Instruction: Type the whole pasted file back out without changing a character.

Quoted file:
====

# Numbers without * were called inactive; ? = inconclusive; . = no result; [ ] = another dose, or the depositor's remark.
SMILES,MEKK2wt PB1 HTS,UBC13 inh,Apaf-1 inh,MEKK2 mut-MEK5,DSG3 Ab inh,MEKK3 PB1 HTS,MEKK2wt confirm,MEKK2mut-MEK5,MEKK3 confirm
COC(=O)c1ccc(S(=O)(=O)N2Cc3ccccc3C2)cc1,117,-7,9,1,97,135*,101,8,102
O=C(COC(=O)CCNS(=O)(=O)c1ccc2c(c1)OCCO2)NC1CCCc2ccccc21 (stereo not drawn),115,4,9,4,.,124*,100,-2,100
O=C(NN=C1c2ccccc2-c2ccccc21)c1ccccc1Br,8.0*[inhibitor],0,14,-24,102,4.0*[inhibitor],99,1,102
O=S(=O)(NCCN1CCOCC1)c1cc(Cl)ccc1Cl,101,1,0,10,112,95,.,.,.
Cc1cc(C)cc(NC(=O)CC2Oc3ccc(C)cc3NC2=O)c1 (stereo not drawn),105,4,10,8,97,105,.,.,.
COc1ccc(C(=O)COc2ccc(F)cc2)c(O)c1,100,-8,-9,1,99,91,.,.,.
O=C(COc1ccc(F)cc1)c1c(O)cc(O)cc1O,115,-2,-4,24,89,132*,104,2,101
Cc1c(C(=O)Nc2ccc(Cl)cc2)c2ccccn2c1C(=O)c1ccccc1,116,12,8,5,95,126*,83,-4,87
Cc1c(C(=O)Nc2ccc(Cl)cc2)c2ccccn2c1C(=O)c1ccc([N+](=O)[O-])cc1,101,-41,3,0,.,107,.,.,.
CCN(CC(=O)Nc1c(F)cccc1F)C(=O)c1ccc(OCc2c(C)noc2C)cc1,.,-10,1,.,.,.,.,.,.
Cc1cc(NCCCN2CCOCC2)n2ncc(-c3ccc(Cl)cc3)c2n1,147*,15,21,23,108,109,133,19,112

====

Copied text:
# Numbers without * were called inactive; ? = inconclusive; . = no result; [ ] = another dose, or the depositor's remark.
SMILES,MEKK2wt PB1 HTS,UBC13 inh,Apaf-1 inh,MEKK2 mut-MEK5,DSG3 Ab inh,MEKK3 PB1 HTS,MEKK2wt confirm,MEKK2mut-MEK5,MEKK3 confirm
COC(=O)c1ccc(S(=O)(=O)N2Cc3ccccc3C2)cc1,117,-7,9,1,97,135*,101,8,102
O=C(COC(=O)CCNS(=O)(=O)c1ccc2c(c1)OCCO2)NC1CCCc2ccccc21 (stereo not drawn),115,4,9,4,.,124*,100,-2,100
O=C(NN=C1c2ccccc2-c2ccccc21)c1ccccc1Br,8.0*[inhibitor],0,14,-24,102,4.0*[inhibitor],99,1,102
O=S(=O)(NCCN1CCOCC1)c1cc(Cl)ccc1Cl,101,1,0,10,112,95,.,.,.
Cc1cc(C)cc(NC(=O)CC2Oc3ccc(C)cc3NC2=O)c1 (stereo not drawn),105,4,10,8,97,105,.,.,.
COc1ccc(C(=O)COc2ccc(F)cc2)c(O)c1,100,-8,-9,1,99,91,.,.,.
O=C(COc1ccc(F)cc1)c1c(O)cc(O)cc1O,115,-2,-4,24,89,132*,104,2,101
Cc1c(C(=O)Nc2ccc(Cl)cc2)c2ccccn2c1C(=O)c1ccccc1,116,12,8,5,95,126*,83,-4,87
Cc1c(C(=O)Nc2ccc(Cl)cc2)c2ccccn2c1C(=O)c1ccc([N+](=O)[O-])cc1,101,-41,3,0,.,107,.,.,.
CCN(CC(=O)Nc1c(F)cccc1F)C(=O)c1ccc(OCc2c(C)noc2C)cc1,.,-10,1,.,.,.,.,.,.
Cc1cc(NCCCN2CCOCC2)n2ncc(-c3ccc(Cl)cc3)c2n1,147*,15,21,23,108,109,133,19,112